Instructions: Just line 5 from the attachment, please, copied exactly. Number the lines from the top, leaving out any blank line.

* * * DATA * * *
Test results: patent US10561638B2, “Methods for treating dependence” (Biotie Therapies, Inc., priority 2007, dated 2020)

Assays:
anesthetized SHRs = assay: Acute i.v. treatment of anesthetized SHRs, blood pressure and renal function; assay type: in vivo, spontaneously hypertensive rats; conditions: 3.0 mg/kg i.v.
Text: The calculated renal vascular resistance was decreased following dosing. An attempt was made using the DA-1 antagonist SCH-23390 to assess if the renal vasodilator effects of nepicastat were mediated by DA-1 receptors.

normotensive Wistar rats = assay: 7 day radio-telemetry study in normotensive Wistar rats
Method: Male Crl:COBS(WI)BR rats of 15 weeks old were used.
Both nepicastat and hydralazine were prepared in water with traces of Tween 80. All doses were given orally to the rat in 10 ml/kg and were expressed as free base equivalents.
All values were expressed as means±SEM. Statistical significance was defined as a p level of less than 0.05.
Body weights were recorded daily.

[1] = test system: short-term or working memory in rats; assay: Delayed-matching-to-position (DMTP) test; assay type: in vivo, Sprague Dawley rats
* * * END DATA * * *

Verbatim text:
normotensive Wistar rats = assay: 7 day radio-telemetry study in normotensive Wistar rats